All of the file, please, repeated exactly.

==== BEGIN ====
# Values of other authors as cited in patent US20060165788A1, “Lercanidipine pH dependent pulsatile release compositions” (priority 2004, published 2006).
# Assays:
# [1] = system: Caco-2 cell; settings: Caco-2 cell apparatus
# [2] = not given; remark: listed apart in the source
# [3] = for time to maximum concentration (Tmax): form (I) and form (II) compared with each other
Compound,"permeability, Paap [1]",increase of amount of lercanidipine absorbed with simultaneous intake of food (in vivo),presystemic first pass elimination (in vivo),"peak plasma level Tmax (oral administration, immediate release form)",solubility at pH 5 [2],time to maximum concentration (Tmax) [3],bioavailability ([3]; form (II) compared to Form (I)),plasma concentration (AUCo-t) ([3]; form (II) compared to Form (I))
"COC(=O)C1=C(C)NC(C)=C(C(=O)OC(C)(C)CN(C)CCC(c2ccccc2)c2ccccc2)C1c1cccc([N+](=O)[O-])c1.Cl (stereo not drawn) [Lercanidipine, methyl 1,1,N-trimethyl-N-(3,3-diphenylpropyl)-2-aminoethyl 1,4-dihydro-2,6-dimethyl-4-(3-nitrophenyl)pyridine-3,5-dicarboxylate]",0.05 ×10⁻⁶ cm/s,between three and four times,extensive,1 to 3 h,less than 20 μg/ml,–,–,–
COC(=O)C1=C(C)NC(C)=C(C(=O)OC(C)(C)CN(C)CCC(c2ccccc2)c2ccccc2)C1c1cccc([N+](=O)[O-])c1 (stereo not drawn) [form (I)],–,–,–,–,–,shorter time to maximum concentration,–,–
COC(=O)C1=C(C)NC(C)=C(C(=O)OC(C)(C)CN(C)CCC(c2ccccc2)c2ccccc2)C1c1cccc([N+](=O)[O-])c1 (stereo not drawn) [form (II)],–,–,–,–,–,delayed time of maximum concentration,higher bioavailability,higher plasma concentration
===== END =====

# Values of other authors as cited in patent US20060165788A1, “Lercanidipine pH dependent pulsatile release compositions” (priority 2004, published 2006).
# Assays:
# [1] = system: Caco-2 cell; settings: Caco-2 cell apparatus
# [2] = not given; remark: listed apart in the source
# [3] = for time to maximum concentration (Tmax): form (I) and form (II) compared with each other
Compound,"permeability, Paap [1]",increase of amount of lercanidipine absorbed with simultaneous intake of food (in vivo),presystemic first pass elimination (in vivo),"peak plasma level Tmax (oral administration, immediate release form)",solubility at pH 5 [2],time to maximum concentration (Tmax) [3],bioavailability ([3]; form (II) compared to Form (I)),plasma concentration (AUCo-t) ([3]; form (II) compared to Form (I))
"COC(=O)C1=C(C)NC(C)=C(C(=O)OC(C)(C)CN(C)CCC(c2ccccc2)c2ccccc2)C1c1cccc([N+](=O)[O-])c1.Cl (stereo not drawn) [Lercanidipine, methyl 1,1,N-trimethyl-N-(3,3-diphenylpropyl)-2-aminoethyl 1,4-dihydro-2,6-dimethyl-4-(3-nitrophenyl)pyridine-3,5-dicarboxylate]",0.05 ×10⁻⁶ cm/s,between three and four times,extensive,1 to 3 h,less than 20 μg/ml,–,–,–
COC(=O)C1=C(C)NC(C)=C(C(=O)OC(C)(C)CN(C)CCC(c2ccccc2)c2ccccc2)C1c1cccc([N+](=O)[O-])c1 (stereo not drawn) [form (I)],–,–,–,–,–,shorter time to maximum concentration,–,–
COC(=O)C1=C(C)NC(C)=C(C(=O)OC(C)(C)CN(C)CCC(c2ccccc2)c2ccccc2)C1c1cccc([N+](=O)[O-])c1 (stereo not drawn) [form (II)],–,–,–,–,–,delayed time of maximum concentration,higher bioavailability,higher plasma concentration